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"Beauty in the lap of horror": the Gothic appeal of Erich von Stroheim in Blind Husbands (1919) and Foolish Wives (1922)

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Elisabetta Girelli

School/Research organisations


This article revisits a seminal figure of film history, the director/actor/scriptwriter Erich von Stroheim, focusing on his early work, and arguing that a Gothic framework is the most appropriate context for making sense of his complex, subversive persona; equally, the essay shows how two films dealing with urban, sophisticated characters, set in modern locations such as Monte Carlo, are in fact drenched in Gothic sensibility and aesthetics. As the director and star of Blind Husbands (1919) and Foolish Wives (1922), the Austrian-born Erich von Stroheim has so far been analysed as a catalyst for post-WWI stereotypes of unwelcome foreignness in the USA. Irrupting in a context fraught with anxieties about “evil Huns”, immigration, and ambivalent notions of Europeanness, Stroheim’s films caused both outrage and admiration. While film scholars have read Stroheim’s perceived transgression through his symbolic role of Germanic alien, they have paid scant attention to the films themselves. This omission has effectively ignored other powerful evocations emerging from Stroheim’s work, and the way its suggestions of contemporary identities are subsumed into a much wider, richer narrative: a Gothic narrative. Equally, scholars have correctly mobilized, yet not fully addressed, the essential contradiction at the basis of Stroheim’s roles: their inexplicable quality of repulsion-attraction, or in other words, Gothic abjection. This article acknowledges the films’ linkability to post-WWI xenophobia, yet argues that their subversive aspects lie in a Gothic system of signification, allowing for yet vastly exceeding cultural and national references of the period; the Gothic also provides a framework where the unresolved tensions of Stroheim’s work can meaningfully coexist. Blind Husbands and Foolish Wives centre on a staple Gothic figure, the aberrant male seducer, a “satanic” protagonist who is both molester and object of erotic desire, irresistible yet repulsive. Visually and narratively reliant on Gothic tropes, from “sublimely horrible” mise-en-scene to intimations of rape and sadism, the films daringly validate not the merely objectionable, but the abject, embodied in Erich von Stroheim’s perverse masculinity.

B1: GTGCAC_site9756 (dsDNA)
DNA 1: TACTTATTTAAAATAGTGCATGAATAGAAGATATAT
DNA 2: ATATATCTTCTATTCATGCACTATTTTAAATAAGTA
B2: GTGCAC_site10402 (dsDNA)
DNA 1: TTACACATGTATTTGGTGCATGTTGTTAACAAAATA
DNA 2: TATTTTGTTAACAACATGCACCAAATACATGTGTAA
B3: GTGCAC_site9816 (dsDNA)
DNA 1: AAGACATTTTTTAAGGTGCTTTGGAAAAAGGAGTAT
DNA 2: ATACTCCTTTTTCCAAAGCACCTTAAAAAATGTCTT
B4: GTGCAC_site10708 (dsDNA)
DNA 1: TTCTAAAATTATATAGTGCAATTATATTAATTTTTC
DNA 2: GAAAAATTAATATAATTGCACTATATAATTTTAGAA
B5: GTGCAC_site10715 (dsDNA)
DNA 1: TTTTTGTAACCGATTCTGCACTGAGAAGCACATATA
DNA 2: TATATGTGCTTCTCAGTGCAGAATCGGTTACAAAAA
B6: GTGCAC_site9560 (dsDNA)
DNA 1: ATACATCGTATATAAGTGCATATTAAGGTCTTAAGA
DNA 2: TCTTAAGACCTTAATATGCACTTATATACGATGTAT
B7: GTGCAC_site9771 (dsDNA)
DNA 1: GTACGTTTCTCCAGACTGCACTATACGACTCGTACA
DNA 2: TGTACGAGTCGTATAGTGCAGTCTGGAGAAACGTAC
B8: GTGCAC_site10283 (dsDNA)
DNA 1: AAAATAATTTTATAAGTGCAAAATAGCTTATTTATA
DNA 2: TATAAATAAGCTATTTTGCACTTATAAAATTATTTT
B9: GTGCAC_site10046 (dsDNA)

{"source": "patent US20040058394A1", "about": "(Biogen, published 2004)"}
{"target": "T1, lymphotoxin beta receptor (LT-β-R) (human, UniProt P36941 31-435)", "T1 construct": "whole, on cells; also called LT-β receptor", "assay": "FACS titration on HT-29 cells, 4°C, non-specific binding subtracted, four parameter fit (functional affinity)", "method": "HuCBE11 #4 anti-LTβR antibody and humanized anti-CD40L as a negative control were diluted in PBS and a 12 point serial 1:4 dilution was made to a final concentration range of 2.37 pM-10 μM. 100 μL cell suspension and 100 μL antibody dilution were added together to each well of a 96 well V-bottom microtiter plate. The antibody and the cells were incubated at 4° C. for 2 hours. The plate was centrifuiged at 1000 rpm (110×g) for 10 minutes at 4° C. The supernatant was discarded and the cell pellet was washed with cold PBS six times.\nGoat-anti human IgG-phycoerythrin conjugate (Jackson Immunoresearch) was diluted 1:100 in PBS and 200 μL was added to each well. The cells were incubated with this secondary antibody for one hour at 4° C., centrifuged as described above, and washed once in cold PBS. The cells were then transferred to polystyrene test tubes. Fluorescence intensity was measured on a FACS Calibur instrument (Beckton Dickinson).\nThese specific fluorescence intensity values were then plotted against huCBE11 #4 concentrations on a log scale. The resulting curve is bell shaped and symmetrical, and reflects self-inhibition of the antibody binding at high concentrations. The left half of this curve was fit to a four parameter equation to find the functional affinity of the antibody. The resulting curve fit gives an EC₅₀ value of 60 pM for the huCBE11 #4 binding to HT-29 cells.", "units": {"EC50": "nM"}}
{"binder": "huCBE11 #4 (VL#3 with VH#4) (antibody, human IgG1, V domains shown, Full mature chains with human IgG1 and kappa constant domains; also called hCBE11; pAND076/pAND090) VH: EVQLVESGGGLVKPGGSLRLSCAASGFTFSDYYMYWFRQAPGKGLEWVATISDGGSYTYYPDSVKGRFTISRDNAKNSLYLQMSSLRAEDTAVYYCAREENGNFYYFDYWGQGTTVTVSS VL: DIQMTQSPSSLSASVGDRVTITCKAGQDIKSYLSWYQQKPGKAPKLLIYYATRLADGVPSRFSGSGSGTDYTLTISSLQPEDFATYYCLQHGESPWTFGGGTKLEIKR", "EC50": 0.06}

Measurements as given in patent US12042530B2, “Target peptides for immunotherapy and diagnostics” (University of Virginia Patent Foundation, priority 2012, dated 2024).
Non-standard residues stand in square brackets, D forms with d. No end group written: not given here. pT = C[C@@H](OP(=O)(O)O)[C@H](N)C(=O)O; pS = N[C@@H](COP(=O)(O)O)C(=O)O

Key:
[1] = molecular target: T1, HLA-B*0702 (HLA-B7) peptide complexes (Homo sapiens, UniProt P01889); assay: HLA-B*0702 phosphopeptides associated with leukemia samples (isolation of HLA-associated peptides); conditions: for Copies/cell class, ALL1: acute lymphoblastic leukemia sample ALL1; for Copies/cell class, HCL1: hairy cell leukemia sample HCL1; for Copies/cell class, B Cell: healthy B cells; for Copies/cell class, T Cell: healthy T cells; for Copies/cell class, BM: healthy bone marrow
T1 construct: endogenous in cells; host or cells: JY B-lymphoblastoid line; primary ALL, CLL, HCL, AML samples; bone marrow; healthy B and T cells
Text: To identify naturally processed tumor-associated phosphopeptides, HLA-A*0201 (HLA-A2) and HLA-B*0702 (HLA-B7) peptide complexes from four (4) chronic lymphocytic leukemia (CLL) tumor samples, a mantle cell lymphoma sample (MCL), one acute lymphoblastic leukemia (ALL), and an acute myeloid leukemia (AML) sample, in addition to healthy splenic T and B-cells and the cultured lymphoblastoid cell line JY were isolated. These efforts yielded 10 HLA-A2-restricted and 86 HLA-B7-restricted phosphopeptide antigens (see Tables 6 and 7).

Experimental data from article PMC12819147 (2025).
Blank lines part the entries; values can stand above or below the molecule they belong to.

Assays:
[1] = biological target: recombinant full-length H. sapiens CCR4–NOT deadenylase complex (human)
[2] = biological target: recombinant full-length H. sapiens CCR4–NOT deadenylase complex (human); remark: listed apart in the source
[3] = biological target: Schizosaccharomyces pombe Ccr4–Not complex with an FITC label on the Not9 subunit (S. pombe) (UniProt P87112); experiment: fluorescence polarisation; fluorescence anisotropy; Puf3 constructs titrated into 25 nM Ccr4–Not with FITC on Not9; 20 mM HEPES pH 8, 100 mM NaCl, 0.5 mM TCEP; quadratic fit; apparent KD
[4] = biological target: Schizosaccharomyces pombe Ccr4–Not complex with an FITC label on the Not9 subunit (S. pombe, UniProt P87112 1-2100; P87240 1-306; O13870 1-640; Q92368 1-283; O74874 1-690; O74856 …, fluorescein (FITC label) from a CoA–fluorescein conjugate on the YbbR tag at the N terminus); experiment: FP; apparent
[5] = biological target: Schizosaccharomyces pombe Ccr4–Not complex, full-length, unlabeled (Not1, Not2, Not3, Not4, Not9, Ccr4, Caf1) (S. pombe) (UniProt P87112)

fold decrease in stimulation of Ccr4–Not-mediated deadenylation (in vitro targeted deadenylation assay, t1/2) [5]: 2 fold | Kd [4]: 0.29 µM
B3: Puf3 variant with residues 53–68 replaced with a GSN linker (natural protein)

Original languageEnglish
Article number17082
JournalPalgrave Communications
Publication statusPublished - 16 Aug 2017

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